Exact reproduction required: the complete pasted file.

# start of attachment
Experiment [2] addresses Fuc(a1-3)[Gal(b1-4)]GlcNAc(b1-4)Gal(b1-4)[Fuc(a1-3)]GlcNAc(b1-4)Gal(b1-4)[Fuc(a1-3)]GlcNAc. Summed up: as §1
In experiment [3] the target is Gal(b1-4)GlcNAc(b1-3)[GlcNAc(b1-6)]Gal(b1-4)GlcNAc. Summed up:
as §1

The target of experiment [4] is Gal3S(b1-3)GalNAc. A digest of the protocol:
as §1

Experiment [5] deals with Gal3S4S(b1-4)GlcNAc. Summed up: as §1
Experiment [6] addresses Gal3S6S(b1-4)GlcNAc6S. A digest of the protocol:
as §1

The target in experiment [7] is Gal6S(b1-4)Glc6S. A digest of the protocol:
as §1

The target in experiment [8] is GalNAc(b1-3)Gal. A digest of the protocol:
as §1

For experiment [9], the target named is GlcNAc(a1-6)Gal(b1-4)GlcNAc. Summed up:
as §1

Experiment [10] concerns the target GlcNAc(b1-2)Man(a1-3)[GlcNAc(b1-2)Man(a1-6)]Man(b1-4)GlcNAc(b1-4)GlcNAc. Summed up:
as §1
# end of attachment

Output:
Experiment [2] addresses Fuc(a1-3)[Gal(b1-4)]GlcNAc(b1-4)Gal(b1-4)[Fuc(a1-3)]GlcNAc(b1-4)Gal(b1-4)[Fuc(a1-3)]GlcNAc. Summed up: as §1
In experiment [3] the target is Gal(b1-4)GlcNAc(b1-3)[GlcNAc(b1-6)]Gal(b1-4)GlcNAc. Summed up:
as §1

The target of experiment [4] is Gal3S(b1-3)GalNAc. A digest of the protocol:
as §1

Experiment [5] deals with Gal3S4S(b1-4)GlcNAc. Summed up: as §1
Experiment [6] addresses Gal3S6S(b1-4)GlcNAc6S. A digest of the protocol:
as §1

The target in experiment [7] is Gal6S(b1-4)Glc6S. A digest of the protocol:
as §1

The target in experiment [8] is GalNAc(b1-3)Gal. A digest of the protocol:
as §1

For experiment [9], the target named is GlcNAc(a1-6)Gal(b1-4)GlcNAc. Summed up:
as §1

Experiment [10] concerns the target GlcNAc(b1-2)Man(a1-3)[GlcNAc(b1-2)Man(a1-6)]Man(b1-4)GlcNAc(b1-4)GlcNAc. Summed up:
as §1